Take 2 – Erastes & Eromenos. Duration: 2’.06’’. An impression of a profane nature: a paean to the love between an older man and his boy. A delicate theme is repeated with small variations in a bilateral relationship of affection and desire, suggested by the larger figure in the lower centre of the open polyptych, which evokes a couple symmetrically lying down in inverse positions. In the game of seduction, you can never know who is who, hence the idea of a voice (melody) that can stand now for one, now for the other or for the both of them. The domination cluster brings the piece to a close with great softness, as if yielding to love’s stratagems.

Take 3 – Monachus indignum est, non ridet [The indignity of the ape, which does not laugh]. Duration: 1’.55’’. An impression of a profane nature: the title is a quote from George Bataille’s The Tears of Eros. Bataille compares man to the ape, while making a bold connection between eroticism and death, typically human attributes, including the intentionality of laughter. The musical idea here evokes emotional moods inspired by Sturm und Drang: quick scales, (in)tense tremolos, static chords repeated until they fade out. Could man be more dignified than the ape, because he is gifted with laughter, and therefore irony? The domination cluster comes in at the end, resolute in its condition: it affirms and distorts through the power of it own sarcam.

Take 4 – Lugubre obscoenitas [Lugubrious obscentity]. Duration: 1’.50’’. An impression of a profane nature: the words above are also drawn from Bataille’s book. The accompaniment’s quasi passacaglia sobriety mirrors a false regret over the fetishes displayed by the insistently baroque melody. The rhythmic construction of both melody and accompaniment generates a polychromic discourse – each in their time, playing their role on the stage of existence and pretending (but only pretending) to be indifferent to one another. The domination cluster appears, timidly fragmented, at the last moment: remorse?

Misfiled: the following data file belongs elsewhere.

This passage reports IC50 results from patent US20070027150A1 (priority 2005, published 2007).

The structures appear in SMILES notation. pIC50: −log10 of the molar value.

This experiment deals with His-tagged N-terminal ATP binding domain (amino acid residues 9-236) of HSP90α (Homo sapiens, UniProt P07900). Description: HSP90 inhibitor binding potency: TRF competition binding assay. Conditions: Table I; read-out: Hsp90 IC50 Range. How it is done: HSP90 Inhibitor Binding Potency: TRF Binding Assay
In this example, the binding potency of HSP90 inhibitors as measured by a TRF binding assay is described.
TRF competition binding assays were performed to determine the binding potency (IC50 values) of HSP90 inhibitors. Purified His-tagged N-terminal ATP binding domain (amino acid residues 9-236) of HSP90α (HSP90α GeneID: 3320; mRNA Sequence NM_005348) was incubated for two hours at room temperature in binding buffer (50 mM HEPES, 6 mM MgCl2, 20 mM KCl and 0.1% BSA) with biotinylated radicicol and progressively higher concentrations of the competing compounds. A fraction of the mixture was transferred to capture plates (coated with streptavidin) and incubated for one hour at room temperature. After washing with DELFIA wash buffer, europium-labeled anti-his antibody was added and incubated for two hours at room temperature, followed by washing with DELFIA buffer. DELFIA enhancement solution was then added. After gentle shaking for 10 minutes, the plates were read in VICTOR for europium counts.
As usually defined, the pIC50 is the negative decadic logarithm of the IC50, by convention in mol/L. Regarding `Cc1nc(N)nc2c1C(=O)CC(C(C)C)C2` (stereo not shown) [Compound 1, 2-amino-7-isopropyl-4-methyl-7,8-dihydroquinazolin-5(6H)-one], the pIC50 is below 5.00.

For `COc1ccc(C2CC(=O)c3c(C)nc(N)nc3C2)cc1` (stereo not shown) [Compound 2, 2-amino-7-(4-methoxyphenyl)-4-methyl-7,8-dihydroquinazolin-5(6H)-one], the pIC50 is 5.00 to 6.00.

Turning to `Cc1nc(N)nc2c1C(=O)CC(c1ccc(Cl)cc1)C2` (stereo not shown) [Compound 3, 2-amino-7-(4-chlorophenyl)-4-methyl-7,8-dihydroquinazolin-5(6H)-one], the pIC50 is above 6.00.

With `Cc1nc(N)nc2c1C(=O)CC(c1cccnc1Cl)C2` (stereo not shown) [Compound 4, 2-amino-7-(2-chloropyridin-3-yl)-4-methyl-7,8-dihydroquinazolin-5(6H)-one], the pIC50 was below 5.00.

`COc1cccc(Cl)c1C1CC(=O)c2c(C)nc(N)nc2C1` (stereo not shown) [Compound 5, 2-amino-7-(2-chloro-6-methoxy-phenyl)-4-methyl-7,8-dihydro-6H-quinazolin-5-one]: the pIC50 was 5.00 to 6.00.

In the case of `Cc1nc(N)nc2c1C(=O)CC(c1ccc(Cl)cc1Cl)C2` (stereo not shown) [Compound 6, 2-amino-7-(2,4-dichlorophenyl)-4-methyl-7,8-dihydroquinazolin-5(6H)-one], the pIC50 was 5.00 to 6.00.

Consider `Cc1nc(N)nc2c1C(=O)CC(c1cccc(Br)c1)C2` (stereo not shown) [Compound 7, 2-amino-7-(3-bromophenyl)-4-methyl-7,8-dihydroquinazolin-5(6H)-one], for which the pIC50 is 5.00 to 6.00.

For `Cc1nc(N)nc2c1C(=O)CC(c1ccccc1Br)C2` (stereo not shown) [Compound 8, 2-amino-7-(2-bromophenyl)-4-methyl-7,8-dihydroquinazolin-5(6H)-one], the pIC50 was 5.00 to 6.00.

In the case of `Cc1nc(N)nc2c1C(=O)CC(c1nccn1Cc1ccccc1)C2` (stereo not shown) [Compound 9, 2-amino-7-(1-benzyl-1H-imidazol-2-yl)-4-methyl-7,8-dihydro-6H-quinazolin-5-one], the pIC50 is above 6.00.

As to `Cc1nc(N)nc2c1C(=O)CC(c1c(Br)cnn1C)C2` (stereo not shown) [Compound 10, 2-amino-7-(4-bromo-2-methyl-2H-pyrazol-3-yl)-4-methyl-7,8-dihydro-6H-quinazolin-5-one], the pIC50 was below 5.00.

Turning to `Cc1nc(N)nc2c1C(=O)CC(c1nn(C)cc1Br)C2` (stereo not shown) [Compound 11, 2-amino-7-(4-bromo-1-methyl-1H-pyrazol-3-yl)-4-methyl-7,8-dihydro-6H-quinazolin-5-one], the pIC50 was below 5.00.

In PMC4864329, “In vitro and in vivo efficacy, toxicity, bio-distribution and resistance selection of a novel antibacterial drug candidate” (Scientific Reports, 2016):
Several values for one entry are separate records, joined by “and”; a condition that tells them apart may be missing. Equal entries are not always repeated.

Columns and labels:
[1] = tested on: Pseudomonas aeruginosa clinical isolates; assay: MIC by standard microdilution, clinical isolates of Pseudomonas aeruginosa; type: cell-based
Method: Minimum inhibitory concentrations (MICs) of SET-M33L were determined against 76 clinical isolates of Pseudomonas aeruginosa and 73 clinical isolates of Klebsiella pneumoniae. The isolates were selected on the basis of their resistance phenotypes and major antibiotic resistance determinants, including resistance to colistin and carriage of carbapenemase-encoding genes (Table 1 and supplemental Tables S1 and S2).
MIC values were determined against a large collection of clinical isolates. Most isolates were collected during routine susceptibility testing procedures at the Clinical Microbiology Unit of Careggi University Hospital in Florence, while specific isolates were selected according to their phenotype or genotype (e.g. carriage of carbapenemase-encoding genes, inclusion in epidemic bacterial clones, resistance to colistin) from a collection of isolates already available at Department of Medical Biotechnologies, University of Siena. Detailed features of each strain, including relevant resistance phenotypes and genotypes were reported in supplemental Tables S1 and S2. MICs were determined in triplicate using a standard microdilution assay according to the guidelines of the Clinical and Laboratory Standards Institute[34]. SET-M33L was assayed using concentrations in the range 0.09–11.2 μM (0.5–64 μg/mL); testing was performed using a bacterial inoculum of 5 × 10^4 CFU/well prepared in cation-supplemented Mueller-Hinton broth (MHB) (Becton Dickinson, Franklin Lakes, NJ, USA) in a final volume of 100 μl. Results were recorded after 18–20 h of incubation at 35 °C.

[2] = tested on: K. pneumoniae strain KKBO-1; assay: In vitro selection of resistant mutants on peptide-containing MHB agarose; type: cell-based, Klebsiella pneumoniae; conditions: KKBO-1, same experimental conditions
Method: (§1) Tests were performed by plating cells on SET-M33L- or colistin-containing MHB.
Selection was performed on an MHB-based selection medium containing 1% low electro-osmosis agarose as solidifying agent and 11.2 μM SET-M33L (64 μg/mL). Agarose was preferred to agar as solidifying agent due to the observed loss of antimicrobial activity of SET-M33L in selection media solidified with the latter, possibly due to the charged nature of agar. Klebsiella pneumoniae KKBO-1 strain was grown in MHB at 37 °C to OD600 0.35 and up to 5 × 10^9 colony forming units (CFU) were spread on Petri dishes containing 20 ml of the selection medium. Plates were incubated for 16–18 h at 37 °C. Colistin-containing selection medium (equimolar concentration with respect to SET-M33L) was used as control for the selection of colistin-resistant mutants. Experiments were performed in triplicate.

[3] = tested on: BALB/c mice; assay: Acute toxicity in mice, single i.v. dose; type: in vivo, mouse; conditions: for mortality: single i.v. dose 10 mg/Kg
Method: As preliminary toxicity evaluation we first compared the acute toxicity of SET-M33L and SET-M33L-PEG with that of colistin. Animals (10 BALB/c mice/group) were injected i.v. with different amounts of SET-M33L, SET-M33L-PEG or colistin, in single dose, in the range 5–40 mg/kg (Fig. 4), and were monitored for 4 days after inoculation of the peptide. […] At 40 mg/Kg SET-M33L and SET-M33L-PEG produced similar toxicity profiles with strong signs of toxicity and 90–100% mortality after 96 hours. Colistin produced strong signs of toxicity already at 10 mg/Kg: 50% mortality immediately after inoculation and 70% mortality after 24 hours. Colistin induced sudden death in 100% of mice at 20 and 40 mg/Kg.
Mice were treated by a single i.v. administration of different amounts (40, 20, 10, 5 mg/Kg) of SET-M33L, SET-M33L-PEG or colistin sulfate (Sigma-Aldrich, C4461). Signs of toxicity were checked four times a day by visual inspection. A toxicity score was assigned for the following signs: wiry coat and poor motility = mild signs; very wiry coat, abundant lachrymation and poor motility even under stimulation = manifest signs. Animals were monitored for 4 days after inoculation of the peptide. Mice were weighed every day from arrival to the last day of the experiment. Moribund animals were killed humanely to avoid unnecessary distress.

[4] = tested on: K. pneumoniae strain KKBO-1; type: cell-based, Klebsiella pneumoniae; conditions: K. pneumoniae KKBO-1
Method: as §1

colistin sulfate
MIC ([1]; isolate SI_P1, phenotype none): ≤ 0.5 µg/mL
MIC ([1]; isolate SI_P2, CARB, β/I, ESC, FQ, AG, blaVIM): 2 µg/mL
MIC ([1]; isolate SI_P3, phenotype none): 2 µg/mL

Take 5 – Tragici erotimus [Tragic eroticism]. Duration: 1’.35’’.  An impression of a sacred/profane nature: the inspiration comes still from Bataille. I quote his words to explain the feelings the music in question conveys: “Even after psychoanalysis, the contradictory aspects of eroticism appear in some way innumerable: their profundity is religious – it is still inadmissible. Probably all the more because it is divine.” The domination cluster manifests resolutely, remorselessly, before the end. The work comes to a close with the memory of ‘veneration’ – the sacralisation of the profane.